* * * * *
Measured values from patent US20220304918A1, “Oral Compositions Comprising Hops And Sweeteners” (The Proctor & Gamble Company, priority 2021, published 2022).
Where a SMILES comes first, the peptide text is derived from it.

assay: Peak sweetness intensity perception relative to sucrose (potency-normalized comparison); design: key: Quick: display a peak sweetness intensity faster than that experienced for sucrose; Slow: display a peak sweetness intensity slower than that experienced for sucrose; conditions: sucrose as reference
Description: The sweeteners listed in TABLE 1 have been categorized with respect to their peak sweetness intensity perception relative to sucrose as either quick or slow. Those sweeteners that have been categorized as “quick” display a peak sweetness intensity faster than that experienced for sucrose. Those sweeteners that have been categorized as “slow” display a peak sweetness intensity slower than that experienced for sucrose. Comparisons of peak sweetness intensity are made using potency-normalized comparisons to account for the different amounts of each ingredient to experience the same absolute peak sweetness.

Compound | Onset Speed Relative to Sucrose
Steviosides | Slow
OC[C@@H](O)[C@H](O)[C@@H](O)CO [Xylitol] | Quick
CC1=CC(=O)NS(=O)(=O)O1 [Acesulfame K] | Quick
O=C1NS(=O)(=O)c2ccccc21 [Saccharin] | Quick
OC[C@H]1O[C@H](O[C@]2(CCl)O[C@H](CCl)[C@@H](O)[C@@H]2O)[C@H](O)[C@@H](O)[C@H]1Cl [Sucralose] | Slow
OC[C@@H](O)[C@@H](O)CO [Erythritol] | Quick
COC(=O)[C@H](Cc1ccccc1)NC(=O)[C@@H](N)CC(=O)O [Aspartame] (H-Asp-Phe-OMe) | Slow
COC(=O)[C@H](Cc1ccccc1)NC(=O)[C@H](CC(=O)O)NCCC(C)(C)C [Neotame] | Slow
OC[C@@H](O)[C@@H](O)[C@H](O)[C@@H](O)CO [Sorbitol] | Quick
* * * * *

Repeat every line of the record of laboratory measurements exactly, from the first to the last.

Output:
Measured values from patent US20220304918A1, “Oral Compositions Comprising Hops And Sweeteners” (The Proctor & Gamble Company, priority 2021, published 2022).
Where a SMILES comes first, the peptide text is derived from it.

assay: Peak sweetness intensity perception relative to sucrose (potency-normalized comparison); design: key: Quick: display a peak sweetness intensity faster than that experienced for sucrose; Slow: display a peak sweetness intensity slower than that experienced for sucrose; conditions: sucrose as reference
Description: The sweeteners listed in TABLE 1 have been categorized with respect to their peak sweetness intensity perception relative to sucrose as either quick or slow. Those sweeteners that have been categorized as “quick” display a peak sweetness intensity faster than that experienced for sucrose. Those sweeteners that have been categorized as “slow” display a peak sweetness intensity slower than that experienced for sucrose. Comparisons of peak sweetness intensity are made using potency-normalized comparisons to account for the different amounts of each ingredient to experience the same absolute peak sweetness.

Compound | Onset Speed Relative to Sucrose
Steviosides | Slow
OC[C@@H](O)[C@H](O)[C@@H](O)CO [Xylitol] | Quick
CC1=CC(=O)NS(=O)(=O)O1 [Acesulfame K] | Quick
O=C1NS(=O)(=O)c2ccccc21 [Saccharin] | Quick
OC[C@H]1O[C@H](O[C@]2(CCl)O[C@H](CCl)[C@@H](O)[C@@H]2O)[C@H](O)[C@@H](O)[C@H]1Cl [Sucralose] | Slow
OC[C@@H](O)[C@@H](O)CO [Erythritol] | Quick
COC(=O)[C@H](Cc1ccccc1)NC(=O)[C@@H](N)CC(=O)O [Aspartame] (H-Asp-Phe-OMe) | Slow
COC(=O)[C@H](Cc1ccccc1)NC(=O)[C@H](CC(=O)O)NCCC(C)(C)C [Neotame] | Slow
OC[C@@H](O)[C@@H](O)[C@H](O)[C@@H](O)CO [Sorbitol] | Quick